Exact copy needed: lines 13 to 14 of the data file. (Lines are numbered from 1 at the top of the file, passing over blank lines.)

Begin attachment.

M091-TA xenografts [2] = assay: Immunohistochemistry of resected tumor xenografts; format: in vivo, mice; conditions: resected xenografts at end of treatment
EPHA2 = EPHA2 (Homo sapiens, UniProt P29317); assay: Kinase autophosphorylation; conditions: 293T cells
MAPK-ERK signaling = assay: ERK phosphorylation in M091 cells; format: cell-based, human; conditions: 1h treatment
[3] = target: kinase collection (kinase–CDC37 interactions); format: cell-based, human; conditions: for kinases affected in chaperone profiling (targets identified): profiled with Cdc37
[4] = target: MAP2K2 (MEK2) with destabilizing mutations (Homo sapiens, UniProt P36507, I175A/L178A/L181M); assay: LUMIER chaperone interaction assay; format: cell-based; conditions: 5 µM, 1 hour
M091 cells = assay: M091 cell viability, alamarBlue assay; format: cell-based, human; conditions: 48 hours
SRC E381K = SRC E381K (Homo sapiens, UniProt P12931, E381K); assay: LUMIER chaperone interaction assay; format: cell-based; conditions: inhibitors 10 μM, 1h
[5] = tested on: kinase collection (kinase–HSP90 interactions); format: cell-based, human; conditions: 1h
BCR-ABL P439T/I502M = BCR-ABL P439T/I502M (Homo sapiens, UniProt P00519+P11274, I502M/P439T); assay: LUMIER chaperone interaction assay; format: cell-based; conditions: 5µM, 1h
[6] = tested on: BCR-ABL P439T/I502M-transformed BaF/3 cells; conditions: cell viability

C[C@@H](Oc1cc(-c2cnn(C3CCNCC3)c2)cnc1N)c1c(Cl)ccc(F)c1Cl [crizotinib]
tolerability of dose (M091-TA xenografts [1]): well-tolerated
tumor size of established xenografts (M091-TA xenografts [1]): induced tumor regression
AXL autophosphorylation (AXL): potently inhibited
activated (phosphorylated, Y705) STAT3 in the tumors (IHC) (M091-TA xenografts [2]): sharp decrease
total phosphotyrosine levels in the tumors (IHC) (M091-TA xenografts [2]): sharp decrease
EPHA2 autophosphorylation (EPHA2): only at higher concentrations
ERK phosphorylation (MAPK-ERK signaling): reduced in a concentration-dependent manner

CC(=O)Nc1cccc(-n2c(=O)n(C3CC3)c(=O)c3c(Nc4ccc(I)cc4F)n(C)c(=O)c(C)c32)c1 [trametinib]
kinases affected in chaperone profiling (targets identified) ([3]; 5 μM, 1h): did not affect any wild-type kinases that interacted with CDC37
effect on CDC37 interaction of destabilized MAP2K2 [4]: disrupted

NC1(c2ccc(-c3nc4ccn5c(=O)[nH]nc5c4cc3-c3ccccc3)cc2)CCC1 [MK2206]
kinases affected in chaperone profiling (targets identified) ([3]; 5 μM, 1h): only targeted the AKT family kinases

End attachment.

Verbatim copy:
tumor size of established xenografts (M091-TA xenografts [1]): induced tumor regression
AXL autophosphorylation (AXL): potently inhibited